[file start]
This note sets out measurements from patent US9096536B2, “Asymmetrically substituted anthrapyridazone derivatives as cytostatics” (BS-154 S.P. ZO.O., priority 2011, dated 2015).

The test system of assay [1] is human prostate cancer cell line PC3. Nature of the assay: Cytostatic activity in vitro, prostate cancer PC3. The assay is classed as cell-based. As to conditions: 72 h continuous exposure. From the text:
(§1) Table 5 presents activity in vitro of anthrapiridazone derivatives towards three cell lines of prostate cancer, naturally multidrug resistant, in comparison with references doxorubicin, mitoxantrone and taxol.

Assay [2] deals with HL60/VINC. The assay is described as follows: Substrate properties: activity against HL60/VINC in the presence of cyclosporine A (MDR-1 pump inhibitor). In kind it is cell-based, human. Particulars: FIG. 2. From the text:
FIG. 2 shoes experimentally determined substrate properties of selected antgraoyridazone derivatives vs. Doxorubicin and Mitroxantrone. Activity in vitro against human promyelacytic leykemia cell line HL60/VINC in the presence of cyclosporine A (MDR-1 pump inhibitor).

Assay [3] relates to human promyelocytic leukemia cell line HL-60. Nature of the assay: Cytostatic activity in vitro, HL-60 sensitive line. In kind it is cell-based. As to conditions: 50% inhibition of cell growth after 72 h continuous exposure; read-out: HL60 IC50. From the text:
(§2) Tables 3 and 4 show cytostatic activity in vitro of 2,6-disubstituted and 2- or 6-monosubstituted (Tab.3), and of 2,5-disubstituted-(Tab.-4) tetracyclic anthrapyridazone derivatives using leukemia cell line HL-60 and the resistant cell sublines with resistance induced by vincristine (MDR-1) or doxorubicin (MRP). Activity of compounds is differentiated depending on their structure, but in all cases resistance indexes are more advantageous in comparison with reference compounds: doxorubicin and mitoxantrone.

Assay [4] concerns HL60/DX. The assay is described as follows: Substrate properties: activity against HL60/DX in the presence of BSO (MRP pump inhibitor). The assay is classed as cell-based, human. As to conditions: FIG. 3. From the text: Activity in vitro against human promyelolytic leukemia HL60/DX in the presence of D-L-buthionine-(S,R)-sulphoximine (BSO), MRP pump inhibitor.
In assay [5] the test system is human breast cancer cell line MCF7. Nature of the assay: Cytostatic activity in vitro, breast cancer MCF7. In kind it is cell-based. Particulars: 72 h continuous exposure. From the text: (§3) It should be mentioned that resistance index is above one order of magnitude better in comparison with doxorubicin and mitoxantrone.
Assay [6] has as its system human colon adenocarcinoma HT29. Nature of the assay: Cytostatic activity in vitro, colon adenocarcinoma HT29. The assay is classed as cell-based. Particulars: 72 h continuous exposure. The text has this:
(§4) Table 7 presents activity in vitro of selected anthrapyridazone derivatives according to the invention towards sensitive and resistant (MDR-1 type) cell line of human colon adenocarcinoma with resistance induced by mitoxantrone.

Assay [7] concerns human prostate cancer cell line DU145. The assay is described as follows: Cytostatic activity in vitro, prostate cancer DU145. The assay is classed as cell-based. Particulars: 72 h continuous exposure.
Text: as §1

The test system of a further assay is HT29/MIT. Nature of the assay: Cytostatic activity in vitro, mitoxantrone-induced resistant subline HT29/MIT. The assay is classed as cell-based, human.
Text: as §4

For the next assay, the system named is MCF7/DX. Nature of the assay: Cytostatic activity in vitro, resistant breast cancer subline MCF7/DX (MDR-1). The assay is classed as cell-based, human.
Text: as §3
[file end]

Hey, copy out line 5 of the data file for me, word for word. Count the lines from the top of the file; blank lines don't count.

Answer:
FIG. 2 shoes experimentally determined substrate properties of selected antgraoyridazone derivatives vs. Doxorubicin and Mitroxantrone. Activity in vitro against human promyelacytic leykemia cell line HL60/VINC in the presence of cyclosporine A (MDR-1 pump inhibitor).